Responsibility Before, During & After a Stimulus
• The Secret of Maturity, Third Edition for 99¢ will teach you how to own the power of emotional responsibility.
A stimulus is anything that you pay attention to.
- You can have responsibility in three areas regarding any stimulus: before, during, after.
- Your responsibility before, during, and after concerns both your inner and your outer responses to the stimulus.
1. You are responsible for both your inner and outer responses to a stimulus: emotionally responsible.
- You exert self-control before, during, and after a stimulus.
- You have given up the superstition that things, others, and events control your mind and heart.
For example, you believe that you choose how to feel rather than the superstition that things and people can control your mind and heart for you.
2. You can be responsible only for your inner or your outer responses to a stimulus: emotionally struggling.
- Usually, you only exert self-control after a stimulus.
You typically are only half-superstitious. You think that you can let things “get to you.” How things, which do not even have a mind or heart of their own, are supposed to control your mind and heart–you never bother to examine or explain.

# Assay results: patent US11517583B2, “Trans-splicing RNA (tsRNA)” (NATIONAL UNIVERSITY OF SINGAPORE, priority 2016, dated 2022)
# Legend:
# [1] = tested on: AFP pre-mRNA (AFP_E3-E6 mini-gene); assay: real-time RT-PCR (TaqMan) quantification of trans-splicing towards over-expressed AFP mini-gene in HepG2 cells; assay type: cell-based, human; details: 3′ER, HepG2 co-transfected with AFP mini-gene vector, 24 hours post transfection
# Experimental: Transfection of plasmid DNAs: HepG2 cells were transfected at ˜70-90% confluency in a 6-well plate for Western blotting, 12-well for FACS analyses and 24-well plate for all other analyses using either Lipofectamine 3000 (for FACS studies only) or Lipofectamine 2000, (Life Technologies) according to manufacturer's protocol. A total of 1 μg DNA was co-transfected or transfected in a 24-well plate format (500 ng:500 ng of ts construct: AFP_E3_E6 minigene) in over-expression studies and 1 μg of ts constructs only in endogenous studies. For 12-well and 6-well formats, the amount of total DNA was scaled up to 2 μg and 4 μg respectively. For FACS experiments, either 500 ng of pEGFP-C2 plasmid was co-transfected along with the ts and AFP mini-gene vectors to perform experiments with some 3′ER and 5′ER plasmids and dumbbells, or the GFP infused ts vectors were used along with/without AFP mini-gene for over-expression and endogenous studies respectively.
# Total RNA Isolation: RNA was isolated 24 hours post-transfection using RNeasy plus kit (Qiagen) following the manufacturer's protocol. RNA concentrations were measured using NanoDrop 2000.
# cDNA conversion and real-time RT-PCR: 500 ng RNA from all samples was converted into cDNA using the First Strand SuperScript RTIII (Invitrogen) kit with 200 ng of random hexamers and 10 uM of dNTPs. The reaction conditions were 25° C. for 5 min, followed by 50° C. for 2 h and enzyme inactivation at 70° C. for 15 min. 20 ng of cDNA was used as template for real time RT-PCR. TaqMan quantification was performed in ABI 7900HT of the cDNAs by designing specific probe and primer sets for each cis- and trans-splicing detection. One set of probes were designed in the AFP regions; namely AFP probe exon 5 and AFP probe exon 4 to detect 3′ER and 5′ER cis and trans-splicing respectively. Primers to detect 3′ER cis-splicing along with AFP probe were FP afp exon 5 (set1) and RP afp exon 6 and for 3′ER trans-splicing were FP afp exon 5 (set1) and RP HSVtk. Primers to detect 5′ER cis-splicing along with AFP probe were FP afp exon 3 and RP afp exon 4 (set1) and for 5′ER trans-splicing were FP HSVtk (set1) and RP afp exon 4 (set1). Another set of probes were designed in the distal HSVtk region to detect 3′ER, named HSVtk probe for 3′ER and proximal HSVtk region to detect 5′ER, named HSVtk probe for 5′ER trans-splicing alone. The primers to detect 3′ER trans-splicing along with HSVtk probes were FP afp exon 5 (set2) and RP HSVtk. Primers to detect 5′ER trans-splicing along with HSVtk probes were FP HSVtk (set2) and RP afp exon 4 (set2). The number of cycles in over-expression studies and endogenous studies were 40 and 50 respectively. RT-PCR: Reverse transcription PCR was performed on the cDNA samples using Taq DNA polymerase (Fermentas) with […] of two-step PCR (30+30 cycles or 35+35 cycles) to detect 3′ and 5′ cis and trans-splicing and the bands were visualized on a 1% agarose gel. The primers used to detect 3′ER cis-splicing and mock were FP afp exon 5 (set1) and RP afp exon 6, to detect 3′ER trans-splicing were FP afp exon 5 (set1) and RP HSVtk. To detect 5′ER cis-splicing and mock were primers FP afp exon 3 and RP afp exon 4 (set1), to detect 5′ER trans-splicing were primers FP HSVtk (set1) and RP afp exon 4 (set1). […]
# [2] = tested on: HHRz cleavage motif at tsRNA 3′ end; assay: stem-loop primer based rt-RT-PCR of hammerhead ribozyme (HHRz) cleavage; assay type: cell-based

For example, you practice the understanding that just because you feel angry it does not mean that you have to act angrily.
3. You lack responsibility for both your inner and your outer responses to a stimulus: emotionally immature.
- You lack self-control before, during, and after a stimulus.
You are a superstitious weakling out to control life and others in order to control yourself. You are a devotee of both the blame game and the playing of emotional blackmail.
For example, you blame them and “it” for how you feel: “They made me mad.”
“Yes they did! They crawled right into my mind through my ear and took control of my mind and heart.”
- The Secret of Maturity, Third Edition for 99¢ will teach you how to own the power of emotional responsibility.
- Shoelaces Parable: 4 Life Lessons
- S-R Thinking (Stimulus-Response)
- STPHFR Infographic
- STPHFR Model Explains Feelings & Behaviors